Friday, November 25, 2011

Unlicensed Dog get Bus for a turn

Likely driving without a license or even a learner permit, Richard McCormack's dog, Woodley, manage to dislodge the handbrake of McCormack's double-decker bus and drive downward a major road in Darwin, Australia yesterday. McCormack believe that Woodley, a 2-year-old German Koolie, erudite how to drive by observing him driving the means of transportation over the last two years. Woodley allegedly took the vehicle for a spin while McCormack was in a store.

"I came out and saying the bus going down the road. I couldn't believe it," McCormack told The Sun. it seems that this isn't the first time Woodley has attempted to go all Thelma & Louise, McCormack explained. "He sits next to me when I'm driving and in the driver's seat when I'm not. The brake pedal is on the dashboard and he's seen me let go it many times. He was just copying me. He's tried it before," said McCormack.

According to NTN News, Bystander Phil Newton could not believe his eyes when he saw Woodley driving the 20-ton, double-decker bus from side to side Darwin's industrial zone ( Woodley usually drives a compact hybrid.)

The vehicle was finally brought to a stop when Newton jumped in an open window and put the handbrake rear on after considering that a dog was navigating the mobile home. "This was weird, even for the Northern country," Newton told NTN News.

Sunday, November 13, 2011

Bears leave hairless at Zoo expert bewildered

A spectacled bear name Dolores (pictured) is fairs an unconventional look after losing approximately all her hair.

Since 2007 the female spectacled bear and two of her female kin at Germany's Zoo Leipzig have been going hairless—mysterious experts. Zoo experts are operational to cure the bears' non-life-threatening condition, zoo curator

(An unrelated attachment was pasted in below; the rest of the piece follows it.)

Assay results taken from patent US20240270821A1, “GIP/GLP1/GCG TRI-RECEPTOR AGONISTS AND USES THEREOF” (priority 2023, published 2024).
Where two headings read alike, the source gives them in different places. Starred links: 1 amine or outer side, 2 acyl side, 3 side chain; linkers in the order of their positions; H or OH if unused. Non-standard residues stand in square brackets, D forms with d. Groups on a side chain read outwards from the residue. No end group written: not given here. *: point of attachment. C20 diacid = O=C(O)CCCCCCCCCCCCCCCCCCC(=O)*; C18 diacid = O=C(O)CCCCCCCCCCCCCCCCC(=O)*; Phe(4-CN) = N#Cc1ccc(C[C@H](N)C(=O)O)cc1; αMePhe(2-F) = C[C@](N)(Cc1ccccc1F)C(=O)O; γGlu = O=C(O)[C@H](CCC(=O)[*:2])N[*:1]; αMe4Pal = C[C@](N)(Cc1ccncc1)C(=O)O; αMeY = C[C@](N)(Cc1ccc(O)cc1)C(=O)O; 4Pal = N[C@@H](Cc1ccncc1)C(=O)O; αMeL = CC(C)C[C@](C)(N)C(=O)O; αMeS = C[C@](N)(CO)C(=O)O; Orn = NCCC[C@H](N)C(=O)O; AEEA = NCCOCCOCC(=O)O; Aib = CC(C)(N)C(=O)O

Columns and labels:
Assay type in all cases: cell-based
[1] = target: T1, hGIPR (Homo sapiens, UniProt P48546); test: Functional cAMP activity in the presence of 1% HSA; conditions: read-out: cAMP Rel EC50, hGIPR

Spectacled bears—also called Andean bears—live in the mountains of South America and are the continent's only bear species. Armando Castellano, leader of the Andean Bear Conservation Project in Ecuador, said that he'd seen a similar case about a decade ago in a rescue spectacled bear.

"We were very scared, because it was the primary time we had seen this," Castellano said.

Keepers in Ecuador place that bear, which had before been fed human food—counting Coca-Cola—on its usual diet of fruits and bamboo, and added enhancement items, such as toys and exotic foods, into the bear's enclosure. Four months later the fur grew back.

Alike cases have occur in a Bolivian zoo and in Peru, Ximena Velez-Liendo, a spectacled bear specialist, said by email. It’s unidentified whether a be short of of nutrition is the culprit in the Leipzig bears' situation. awaiting a cure is found, keepers have been applying medical ointment to the bears' skin, which becomes itchy without its defensive fur.

Thursday, November 10, 2011

Innovative "Albino" Spider establish in Australia

The new found trapdoor spider isn't a factual albino, since it motionless has some pigment—its body is brown, similar to those of other trapdoor spiders.But the 1.2-inch-wide (3-centimeter-wide) arachnid has been dubbed the albino trapdoor spider until it does officially describe as a new species.

People in a small town in Western Australia establish the strange-looking spider close to his house, captured it in a jar, and sent it to the museum.

"Unluckily we know nothing about its life history. We assume that they live in burrows for their whole lives—like all trapdoor spiders—and when males mature, they stroll in search of females in their burrows," .